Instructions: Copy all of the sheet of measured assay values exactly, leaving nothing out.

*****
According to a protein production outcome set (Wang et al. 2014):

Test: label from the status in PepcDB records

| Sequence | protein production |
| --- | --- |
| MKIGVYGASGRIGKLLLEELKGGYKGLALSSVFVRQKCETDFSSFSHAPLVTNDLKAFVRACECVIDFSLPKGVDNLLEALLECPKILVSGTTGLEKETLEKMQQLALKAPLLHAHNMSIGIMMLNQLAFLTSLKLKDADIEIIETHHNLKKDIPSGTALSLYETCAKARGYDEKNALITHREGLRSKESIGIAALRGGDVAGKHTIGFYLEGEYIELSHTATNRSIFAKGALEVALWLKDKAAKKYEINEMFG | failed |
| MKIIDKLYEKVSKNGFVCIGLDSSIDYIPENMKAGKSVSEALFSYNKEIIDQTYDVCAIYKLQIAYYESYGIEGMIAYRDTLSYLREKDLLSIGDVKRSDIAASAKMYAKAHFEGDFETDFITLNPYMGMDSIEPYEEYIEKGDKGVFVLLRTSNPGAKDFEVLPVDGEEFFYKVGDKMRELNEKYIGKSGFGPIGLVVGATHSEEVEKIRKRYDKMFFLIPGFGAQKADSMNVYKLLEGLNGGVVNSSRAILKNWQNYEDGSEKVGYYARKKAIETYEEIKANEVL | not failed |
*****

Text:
According to a protein production outcome set (Wang et al. 2014):

Test: label from the status in PepcDB records

| Sequence | protein production |
| --- | --- |
| MKIGVYGASGRIGKLLLEELKGGYKGLALSSVFVRQKCETDFSSFSHAPLVTNDLKAFVRACECVIDFSLPKGVDNLLEALLECPKILVSGTTGLEKETLEKMQQLALKAPLLHAHNMSIGIMMLNQLAFLTSLKLKDADIEIIETHHNLKKDIPSGTALSLYETCAKARGYDEKNALITHREGLRSKESIGIAALRGGDVAGKHTIGFYLEGEYIELSHTATNRSIFAKGALEVALWLKDKAAKKYEINEMFG | failed |
| MKIIDKLYEKVSKNGFVCIGLDSSIDYIPENMKAGKSVSEALFSYNKEIIDQTYDVCAIYKLQIAYYESYGIEGMIAYRDTLSYLREKDLLSIGDVKRSDIAASAKMYAKAHFEGDFETDFITLNPYMGMDSIEPYEEYIEKGDKGVFVLLRTSNPGAKDFEVLPVDGEEFFYKVGDKMRELNEKYIGKSGFGPIGLVVGATHSEEVEKIRKRYDKMFFLIPGFGAQKADSMNVYKLLEGLNGGVVNSSRAILKNWQNYEDGSEKVGYYARKKAIETYEEIKANEVL | not failed |